Emeline Mentzer was listed as the head of household on the 1925 Kansas census living in Yates Center, Woodson County,Kansas. According to the census Emeline was a 76 year old female born in Pennyslvania. Also listed in the household was listed a sister Mary E. Minnick.32
Emeline died on 13 Sep 1927 at the age of 79 in Woodson, Kansas, United States.2,33–35
She was buried on 15 Sep 1927 at Yates Center Cemetery in Yates Center, Woodson, Kansas, United States.2,33–35
1. 1860 U.S. Census, Henry County Illinois, population schedule, [CivilDivision], enumeration district (ED) [ED], [PageID], [HouseholdID], [Person]; digital images, Ancestry.com (www.ancestry.con : [AccessType] [AccessDate]); NARA microfilm publication M653.
2. “Died – Mentzer,” undated clipping, 1927, from unidentified newspaper; Crawford Family Papers, saved by Pauline Briles and passed down to Marcia Philbrick; privately held 2021 by Marcia Crawford Philbrick, [address for private use], Seneca, KS 66538. likely from Yates Center newspaper.
3. Yates Publishing, U.S. and International Marriage Records, 1560-1900 (Provo, UT, USA: Ancestry.com Operations Inc, 2004), Source number: 122.000; Source type: Electronic Database; Number of Pages: 1; Submitter Code: MP1.
4. 1850 U.S. Census, Franklin County Pennsylvania, population schedule, Montgomery Township, Franklin County, Pennsylvania, image 52 of 78, family 692, John Menick; digital image, Ancestry.com (www.ancestry.com : viewed online July 2017); NARA microfilm publication M432.
9. U.S. and International Marriage Records, 1560-1900 database, Ancestry.com (https://www.ancestry.com/search/collections/7836/). Yates Publishing. U.S. and International Marriage Records, 1560-1900 : viewed online 2016.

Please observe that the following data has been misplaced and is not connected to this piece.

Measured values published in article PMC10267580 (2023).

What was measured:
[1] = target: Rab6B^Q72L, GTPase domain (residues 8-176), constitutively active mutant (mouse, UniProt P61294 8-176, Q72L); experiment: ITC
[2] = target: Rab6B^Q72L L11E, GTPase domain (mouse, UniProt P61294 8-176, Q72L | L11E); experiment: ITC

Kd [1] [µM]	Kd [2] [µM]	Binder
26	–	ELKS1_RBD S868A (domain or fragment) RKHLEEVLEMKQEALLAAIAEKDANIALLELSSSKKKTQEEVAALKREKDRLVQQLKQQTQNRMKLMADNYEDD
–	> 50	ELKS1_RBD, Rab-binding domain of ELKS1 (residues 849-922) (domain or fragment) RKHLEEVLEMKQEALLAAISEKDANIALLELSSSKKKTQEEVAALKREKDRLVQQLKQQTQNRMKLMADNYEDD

12. George Mentzer (Company C, 24th Regiment Massachuses Infantry), pension no. WC 741.913, Case FIles of Approved Pension Applications, 1861-1934; Civil War and Later Pension Files, Department of Veterans Affairs, Record Group 15; National Archives, Washington, D.C.
13. Illinois, Henry County. Index to Marriages. County Clerk, Mentzer, George, Jan 1 1868 Index to Marriages, surnames G-N: image 620 of 751; digital images, Family Search http://www.familysearch.org : viewed online August 2018.
14. Illinois, Henry County. Marriage Register. County Clerk, Film #1435944 DGS 4031862. Mentzer, George, 27 Dec 1867 Digital Images, Family Search http://www.familysearch.org : viewed online August 2018.1435944 DGS 4031862
19. 1870 U.S. Census, Henry County, Illinois, population schedule, Kewanee, Henry County, Illinois, page 52 Image 52 of 106, household 382, Geo Mentzer; digital image, Ancestry.com (www.ancestry.com : viewed online November 2017); NARA microfilm publication M593
20. Social Security Administration, “Social Security Applications and Claims Index, 1936-2007,” database on-line, Ancestry, Ancestry.com (https://www.ancestry.com/search/collections/60901/ : viewed online October 2017), Henry Arnold Mentzer.